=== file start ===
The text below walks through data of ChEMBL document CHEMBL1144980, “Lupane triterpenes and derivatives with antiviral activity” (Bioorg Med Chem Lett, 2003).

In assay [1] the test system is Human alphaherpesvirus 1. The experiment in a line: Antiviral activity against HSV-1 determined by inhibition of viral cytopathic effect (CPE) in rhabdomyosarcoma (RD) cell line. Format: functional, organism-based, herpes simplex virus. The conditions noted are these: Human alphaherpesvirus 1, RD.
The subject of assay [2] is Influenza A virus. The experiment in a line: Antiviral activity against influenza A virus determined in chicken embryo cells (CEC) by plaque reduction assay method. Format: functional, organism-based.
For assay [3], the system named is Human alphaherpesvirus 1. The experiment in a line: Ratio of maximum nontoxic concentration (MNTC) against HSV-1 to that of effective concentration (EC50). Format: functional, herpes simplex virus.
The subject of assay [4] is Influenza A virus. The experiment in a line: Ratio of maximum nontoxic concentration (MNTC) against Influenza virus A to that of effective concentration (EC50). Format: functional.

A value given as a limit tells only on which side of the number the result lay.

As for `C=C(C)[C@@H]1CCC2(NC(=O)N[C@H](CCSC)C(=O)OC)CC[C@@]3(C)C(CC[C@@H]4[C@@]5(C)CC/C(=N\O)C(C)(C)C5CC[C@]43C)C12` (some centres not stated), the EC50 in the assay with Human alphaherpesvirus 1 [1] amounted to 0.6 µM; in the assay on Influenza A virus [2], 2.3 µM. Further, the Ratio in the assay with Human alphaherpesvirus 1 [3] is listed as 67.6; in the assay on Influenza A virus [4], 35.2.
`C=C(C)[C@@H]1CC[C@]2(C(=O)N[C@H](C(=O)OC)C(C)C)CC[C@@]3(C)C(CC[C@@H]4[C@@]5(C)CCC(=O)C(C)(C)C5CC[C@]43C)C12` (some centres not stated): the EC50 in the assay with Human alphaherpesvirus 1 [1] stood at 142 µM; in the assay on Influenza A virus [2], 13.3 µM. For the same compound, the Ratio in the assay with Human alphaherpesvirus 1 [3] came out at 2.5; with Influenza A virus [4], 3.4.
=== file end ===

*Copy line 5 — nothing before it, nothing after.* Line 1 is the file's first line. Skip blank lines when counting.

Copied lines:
The subject of assay [4] is Influenza A virus. The experiment in a line: Ratio of maximum nontoxic concentration (MNTC) against Influenza virus A to that of effective concentration (EC50). Format: functional.